In many ways, teachers have it easy . . .
They’ll also have to contend with the extra credit. Other teachers loathe the very suggestion of extra credit. I relish the opportunity to add a little fun to these end-of-year stressors, lynchpins to the kids’ academic and possibly financial futures that they are. Last year, I ended the exam with the following question:
I received many divergent answers here, even among the Whovians, who — Ha — polarized by their favorite Doctor, chose from their favorite season. The answer’s of course both obvious and incontrovertible, but I’ll let you ponder the correct answer in your own time.
This year I decided upon the theme of riddles, inspired in part by my love of mind puzzles but also because of Scott Snyder’s current story arc in Batman. In doing so, I discovered two things: 1) my students are not very good at riddles, 2) my students enjoy drawing pictures to vent their frustrations at not being very good at riddles. Take the following:
Four things there are, all of a heightOne of them crook’d, the rest upright.Take three away and you will findExactly ten remains behind.But if you cut the four in twain,You’ll find one half doth eight retain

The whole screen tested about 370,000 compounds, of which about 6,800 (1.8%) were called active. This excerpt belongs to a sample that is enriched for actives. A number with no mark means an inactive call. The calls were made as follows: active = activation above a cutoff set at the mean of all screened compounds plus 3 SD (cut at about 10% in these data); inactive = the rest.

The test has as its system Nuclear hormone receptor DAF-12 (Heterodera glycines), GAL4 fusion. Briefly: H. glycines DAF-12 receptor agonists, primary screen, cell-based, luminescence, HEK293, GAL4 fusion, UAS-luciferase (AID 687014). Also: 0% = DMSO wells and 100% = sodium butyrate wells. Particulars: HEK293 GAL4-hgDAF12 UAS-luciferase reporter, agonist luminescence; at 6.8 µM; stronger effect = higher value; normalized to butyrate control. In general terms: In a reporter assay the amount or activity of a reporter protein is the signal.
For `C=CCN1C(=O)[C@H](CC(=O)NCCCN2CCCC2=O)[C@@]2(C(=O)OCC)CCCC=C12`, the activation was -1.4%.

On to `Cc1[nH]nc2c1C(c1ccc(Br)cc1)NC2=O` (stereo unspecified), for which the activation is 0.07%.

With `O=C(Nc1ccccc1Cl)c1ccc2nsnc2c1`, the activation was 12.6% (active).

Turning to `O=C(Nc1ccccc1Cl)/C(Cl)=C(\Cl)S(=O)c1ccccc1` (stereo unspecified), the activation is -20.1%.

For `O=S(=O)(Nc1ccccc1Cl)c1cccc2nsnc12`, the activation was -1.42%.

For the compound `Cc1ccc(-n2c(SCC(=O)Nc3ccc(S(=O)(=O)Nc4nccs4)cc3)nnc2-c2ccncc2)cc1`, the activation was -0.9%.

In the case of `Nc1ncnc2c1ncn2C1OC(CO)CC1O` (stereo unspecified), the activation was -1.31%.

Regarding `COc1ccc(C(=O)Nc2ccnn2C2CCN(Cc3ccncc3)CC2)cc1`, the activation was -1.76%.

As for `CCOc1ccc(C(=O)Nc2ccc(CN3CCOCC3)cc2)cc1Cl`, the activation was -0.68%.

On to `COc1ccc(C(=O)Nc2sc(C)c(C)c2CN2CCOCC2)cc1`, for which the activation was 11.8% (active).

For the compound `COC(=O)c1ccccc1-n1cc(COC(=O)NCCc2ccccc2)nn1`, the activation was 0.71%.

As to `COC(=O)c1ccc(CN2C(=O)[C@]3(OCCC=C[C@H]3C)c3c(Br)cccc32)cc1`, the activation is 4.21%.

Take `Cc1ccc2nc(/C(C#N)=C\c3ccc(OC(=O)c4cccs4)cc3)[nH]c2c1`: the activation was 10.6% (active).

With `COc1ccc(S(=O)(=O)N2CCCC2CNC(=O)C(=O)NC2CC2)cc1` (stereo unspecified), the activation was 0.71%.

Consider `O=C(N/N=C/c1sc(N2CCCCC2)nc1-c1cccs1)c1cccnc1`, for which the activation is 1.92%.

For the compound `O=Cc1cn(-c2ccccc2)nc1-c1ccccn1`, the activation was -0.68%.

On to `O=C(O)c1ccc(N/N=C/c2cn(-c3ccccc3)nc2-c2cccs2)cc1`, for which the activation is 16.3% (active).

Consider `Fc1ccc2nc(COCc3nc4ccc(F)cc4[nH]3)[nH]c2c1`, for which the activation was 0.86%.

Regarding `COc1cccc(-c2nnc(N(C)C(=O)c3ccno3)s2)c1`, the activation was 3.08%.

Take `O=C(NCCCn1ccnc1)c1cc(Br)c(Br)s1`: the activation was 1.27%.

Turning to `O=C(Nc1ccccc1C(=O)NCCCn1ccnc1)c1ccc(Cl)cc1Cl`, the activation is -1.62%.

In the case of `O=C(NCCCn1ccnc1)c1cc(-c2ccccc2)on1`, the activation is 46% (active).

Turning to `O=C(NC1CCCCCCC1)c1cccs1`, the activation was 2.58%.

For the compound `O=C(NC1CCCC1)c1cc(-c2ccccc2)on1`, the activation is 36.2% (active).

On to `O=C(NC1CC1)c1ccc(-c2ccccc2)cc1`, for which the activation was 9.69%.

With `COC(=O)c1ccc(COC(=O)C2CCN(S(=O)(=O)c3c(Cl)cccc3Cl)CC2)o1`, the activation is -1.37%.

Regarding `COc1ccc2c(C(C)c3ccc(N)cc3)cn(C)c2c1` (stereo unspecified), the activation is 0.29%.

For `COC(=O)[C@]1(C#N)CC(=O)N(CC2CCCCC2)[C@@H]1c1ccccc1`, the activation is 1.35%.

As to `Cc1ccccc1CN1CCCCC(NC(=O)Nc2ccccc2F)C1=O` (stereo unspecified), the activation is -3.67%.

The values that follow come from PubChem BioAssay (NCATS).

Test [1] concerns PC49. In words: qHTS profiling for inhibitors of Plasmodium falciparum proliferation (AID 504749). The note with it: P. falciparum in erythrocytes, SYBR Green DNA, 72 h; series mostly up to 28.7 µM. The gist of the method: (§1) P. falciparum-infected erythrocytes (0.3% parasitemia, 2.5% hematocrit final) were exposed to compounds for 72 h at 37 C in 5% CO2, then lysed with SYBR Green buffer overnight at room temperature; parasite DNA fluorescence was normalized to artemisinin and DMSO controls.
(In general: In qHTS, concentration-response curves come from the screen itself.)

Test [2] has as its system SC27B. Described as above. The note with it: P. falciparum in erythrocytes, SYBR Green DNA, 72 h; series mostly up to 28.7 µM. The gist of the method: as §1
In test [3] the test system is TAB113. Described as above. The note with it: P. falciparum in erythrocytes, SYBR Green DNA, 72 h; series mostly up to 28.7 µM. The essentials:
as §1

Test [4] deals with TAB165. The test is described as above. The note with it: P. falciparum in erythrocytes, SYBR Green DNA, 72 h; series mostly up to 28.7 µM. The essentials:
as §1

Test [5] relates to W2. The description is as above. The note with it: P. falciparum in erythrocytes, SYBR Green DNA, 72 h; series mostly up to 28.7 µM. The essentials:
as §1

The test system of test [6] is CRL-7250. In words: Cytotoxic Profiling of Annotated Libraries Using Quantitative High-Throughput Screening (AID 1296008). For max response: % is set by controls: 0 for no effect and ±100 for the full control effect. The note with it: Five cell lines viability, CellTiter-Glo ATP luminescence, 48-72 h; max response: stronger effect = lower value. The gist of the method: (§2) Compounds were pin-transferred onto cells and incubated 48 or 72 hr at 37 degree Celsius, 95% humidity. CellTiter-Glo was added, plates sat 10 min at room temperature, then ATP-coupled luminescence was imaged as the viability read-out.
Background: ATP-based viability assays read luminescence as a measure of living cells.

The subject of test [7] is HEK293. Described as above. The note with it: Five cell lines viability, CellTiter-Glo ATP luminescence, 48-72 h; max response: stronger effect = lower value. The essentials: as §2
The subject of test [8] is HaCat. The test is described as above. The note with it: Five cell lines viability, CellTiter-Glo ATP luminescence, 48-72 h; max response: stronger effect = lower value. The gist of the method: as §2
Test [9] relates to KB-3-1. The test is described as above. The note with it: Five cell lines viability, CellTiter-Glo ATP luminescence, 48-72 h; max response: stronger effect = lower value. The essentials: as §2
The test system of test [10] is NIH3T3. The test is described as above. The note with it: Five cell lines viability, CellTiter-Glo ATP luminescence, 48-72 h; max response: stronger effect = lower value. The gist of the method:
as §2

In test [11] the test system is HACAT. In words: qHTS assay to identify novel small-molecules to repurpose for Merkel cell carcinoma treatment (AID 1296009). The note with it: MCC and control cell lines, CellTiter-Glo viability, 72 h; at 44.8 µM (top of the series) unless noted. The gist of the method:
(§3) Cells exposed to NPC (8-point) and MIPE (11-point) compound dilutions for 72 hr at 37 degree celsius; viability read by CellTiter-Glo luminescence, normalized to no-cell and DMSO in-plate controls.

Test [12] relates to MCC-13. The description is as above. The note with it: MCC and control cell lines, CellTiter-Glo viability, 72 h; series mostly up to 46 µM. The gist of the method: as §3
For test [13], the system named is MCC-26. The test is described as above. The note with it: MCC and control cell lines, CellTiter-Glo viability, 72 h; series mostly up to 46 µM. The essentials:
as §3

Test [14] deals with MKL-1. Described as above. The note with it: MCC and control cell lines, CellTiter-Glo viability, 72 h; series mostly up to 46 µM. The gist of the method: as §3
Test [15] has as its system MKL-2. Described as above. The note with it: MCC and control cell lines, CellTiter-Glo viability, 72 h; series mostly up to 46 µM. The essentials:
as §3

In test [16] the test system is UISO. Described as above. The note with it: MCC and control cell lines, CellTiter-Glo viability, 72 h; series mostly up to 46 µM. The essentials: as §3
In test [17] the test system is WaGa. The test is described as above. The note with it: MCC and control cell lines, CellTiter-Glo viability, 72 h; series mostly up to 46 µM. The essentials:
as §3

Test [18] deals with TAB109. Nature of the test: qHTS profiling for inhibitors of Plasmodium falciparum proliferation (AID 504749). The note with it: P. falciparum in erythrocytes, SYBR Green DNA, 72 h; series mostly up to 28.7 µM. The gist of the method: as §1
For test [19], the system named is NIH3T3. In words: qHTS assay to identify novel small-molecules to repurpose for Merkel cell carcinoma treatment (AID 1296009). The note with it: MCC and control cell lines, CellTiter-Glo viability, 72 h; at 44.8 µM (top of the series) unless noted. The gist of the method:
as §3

I’ll let you mull over that one a bit. Anyway, from a class of twenty, only one managed to come anywhere close to the correct answer. Most ignored the riddle. One or two agreed on ‘Jesus’ as the answer because ‘He is always the answer.’ Cute. Yet, a few select students channeled their creative talents to create a few choice pictures. One doodled Elsa from Frozen slaying a dragon. Another illustrated our class testing Coke and Mentos bombs in the parking lot. A blonde-haired junior scribed ‘All that glitters is not gold’ in Tengwar (Elvish), which greatly impressed me and earned her a few free points alone. Lastly, one of the honor students pictured the entirety of the chemistry classroom with beakers exploding around a pudgy science teacher (who I assume is me) singing ‘Let it go’ to a gallery of atoms (Bohr model). Beneath the caption reads ‘Best science-class EVER!’
Overall the pay for this job sucks, but every once in a while the benefits outweigh all the stress and stupidity.